≡ Menu

CUE Goes to ISTE – Weird Birds

I talked with Melissa Eddington and Shauna Pollock about their Birds of a Feather Session – Calling all Weird Teachers, which happened Monday evening. These two teachers are all about bringing the creativity and verve into the classroom and pulled in many teachers unfamiliar with The Weird Way to their session.

Also- Rocky impressions.


Something Weird This Way Comes (to the CUE Blog)

Welcome to the new incarnation of the CUE Blog. My name is Doug Robertson, and I’ll be the CUE Blog’s Supreme Mugwump, Grand Poobah, and Cat in the Hat.*

The CUE Blog will be home to a diverse and interesting collection of writers covering education topics far and wide, general and specific. It is my goal to bring to you, our dear readers, the highest quality in education writing while balancing information with voice and personality. The CUE Blog will  be a place you want to come read because you know you’ll leave not only having learned something, but having enjoyed learning it.

As the new editor of the CUE Blog I should introduce myself to those unfamiliar with me. When the new school year starts I will be a fifth grade teacher in Gresham, OR, which sits just outside of Portland. It’s my first year in the area. I just finished two years in Medford, OR where I taught third and fourth grades. Before that I spent six years on the island on Oahu training for triathlons, surfing, riding my motorcycle, and teaching third, fourth, and sixth grades. While I was in Hawaii I had two wonderful student teachers who are now excellent teachers in their own classrooms, bringing the aloha and spreading the Weird Way. My first contracted year of teaching was spent in southern California, a little town called Pearblossom, where I taught third grade. My classrooms have always been extremely diverse both racially and socioeconomically, which I think has strongly informed how I teach and think about education. I matriculated from the University of the Pacific where I majored in education, minored in theater arts, and graduated magna cum barely.**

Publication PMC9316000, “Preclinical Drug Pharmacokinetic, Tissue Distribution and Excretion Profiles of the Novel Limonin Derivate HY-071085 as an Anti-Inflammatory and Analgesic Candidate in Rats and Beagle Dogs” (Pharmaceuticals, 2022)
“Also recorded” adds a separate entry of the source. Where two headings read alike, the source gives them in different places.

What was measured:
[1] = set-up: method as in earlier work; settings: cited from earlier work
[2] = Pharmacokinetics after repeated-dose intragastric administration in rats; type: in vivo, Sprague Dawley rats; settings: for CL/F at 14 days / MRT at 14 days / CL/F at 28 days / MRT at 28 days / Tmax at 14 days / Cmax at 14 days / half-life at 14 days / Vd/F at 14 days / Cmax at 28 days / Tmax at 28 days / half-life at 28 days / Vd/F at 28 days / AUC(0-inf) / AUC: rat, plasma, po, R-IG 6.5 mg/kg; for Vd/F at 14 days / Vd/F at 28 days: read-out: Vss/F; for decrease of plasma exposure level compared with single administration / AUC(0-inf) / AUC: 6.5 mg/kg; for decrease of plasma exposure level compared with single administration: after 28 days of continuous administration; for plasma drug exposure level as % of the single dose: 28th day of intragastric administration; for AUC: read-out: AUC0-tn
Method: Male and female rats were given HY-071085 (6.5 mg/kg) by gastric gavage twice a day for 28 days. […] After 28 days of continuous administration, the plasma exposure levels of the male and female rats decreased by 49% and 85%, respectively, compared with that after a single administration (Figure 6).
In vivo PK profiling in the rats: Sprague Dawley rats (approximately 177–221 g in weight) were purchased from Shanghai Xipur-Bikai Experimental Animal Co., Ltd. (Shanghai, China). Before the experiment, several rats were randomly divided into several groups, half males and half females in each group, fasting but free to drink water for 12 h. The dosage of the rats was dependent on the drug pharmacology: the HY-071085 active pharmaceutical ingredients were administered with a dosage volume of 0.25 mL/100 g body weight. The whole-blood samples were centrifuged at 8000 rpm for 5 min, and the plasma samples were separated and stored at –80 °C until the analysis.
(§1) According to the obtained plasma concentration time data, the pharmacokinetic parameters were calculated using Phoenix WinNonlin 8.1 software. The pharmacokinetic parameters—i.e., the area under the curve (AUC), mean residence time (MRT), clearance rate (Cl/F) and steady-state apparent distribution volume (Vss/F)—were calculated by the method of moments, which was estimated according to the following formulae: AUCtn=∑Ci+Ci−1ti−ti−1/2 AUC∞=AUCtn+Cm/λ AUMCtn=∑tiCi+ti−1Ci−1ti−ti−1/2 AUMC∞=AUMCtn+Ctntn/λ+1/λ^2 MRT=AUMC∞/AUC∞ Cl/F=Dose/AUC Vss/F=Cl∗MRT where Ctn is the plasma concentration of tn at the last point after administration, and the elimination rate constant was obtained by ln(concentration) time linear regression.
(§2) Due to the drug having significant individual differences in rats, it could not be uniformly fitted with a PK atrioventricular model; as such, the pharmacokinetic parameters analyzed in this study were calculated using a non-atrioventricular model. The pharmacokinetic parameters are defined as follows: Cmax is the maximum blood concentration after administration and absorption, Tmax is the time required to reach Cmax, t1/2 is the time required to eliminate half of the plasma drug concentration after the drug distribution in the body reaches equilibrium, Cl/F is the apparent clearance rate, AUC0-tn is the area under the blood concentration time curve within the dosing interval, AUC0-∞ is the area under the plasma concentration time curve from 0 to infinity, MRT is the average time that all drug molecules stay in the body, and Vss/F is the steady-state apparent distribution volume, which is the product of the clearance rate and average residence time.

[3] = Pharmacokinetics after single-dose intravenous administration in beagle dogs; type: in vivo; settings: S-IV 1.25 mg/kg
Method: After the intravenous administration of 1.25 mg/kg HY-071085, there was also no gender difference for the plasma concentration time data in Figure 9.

I’ve written two books about teaching. The first is called He’s the Weird Teacher and it’s my effort to explain how I think about teaching. It contains stories about students, lessons I use, and educational philosophy. He’s the Weird Teacher will not teach you how to better teach students to divide fractions. In fact, if you have a better way to do that please let me know. Instead it will reCovers togethermind you why you got into teaching in the first place, what the joy of the job is even through all the struggles, and hopefully give you the confidence to be yourself in your classroom and truly experiment to better serve your students.

My second book is called THE Teaching Text (You’re Welcome) and it’s a satirical look at every teaching book you’ve ever read (except my first book, of course). It’s not meant to be taken seriously and is written from the perspective of someone who knows he’s the greatest teacher to walk the Earth. Why else would he have written a book about teaching? You should be grateful he wrote this book. Both books are funny, but this one’s primary goal is to make you laugh while always asking questions about the educational foundations we’re standing on.

My vision for the CUE blog is one of inclusiveness, diversity, and bringing education the rock and roll it needs. We’re going to be bringing in writers from all walks of the education world, elementary, middle, high school, and college classroom teachers, researchers, counselors, parents, writers, and more. Anyone I can find who I think can bring something interesting to our table I’m going to pursue and publish. Remember, this is a promise coming from a guy who once had his tattoo artist come in to his third grade classroom to speak on creativity. Spoiler Alert- the kids loved him.

This means I need your help. Have an idea you want to explore in a post on a major education website? Email me at blog@cue.org or drobertson@cue.org. Have an educational webcomic you think deserves to be seen by all of CUE’s readers? Use those email addresses. Want to spoil season five of Game of Thrones? Go throw yourself in front of a speeding dragon. Other than spoilers I am open to anything. I want to be surprised. I want to learn from the people who will be writing for me. I’m looking for posts, interviews, book reviews, commentary, lesson ideas, professional reflection, signal boosting, social justice in the classroom, technology and it’s many uses, and more. I’ll be writing about these things but I don’t want to be alone. Join me on this quest to make the CUE Blog the most read, most interesting, most entertaining blog in the ‘Verse.